If you’re one of this blog’s dedicated readers, you may be wondering how I can talk about the rider’s seat (which I have for the last couple of days) without talking about the rider’s “core.”
Well, I can’t.
There is a current vogue to focus on “core strength” and how important it is. And while I agree that the core is important, I’m not sure that strength is the most important part of it, and I’m not even sure that I agree with most people about where the core actually is.
Some people consider the core to be the “abdomen,” with evidence of core strength in “six-pack abs.” These are often the same people who believe, as Robert Dover does, that one should ride from half-halt to half-halt and they’re so busy half-halting with their cores that their abdomens seldom come out of contraction. To my distaste, they will sometimes tell you to “go ahead, poke my stomach,” which makes me question their equestrian tact.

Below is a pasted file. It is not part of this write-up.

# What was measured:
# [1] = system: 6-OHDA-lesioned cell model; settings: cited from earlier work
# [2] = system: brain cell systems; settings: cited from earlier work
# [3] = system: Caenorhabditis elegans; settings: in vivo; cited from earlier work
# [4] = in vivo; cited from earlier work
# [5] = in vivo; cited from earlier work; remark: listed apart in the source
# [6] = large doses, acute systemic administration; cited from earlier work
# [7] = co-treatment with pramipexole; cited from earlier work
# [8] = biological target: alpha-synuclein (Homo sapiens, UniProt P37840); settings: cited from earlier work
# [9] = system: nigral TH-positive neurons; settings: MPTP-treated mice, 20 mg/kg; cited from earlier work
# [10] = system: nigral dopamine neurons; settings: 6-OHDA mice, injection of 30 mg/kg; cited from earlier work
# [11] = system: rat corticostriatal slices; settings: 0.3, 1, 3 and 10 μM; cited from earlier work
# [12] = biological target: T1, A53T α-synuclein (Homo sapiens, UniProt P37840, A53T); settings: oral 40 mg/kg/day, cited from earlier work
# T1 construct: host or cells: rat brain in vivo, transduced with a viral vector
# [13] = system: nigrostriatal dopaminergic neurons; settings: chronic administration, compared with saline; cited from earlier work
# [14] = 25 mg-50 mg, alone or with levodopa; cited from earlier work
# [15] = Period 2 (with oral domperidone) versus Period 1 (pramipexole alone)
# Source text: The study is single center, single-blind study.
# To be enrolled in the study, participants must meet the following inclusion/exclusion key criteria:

I don’t consider the core to be the basic abdominal muscles — the transversus abdominis, the rectus abdominis, the internal obliques and the external obliques — and I consider balance to be as important to good riding as core strength. The core strength that is necessary is the core strength required to maintain the rider’s balance regardless of the horse’s motion. And while this often involves quite a lot of muscle strength, it lies behind the abdomen, in the iliopsoas (if you’re going to share that aloud, remember the “p” is silent).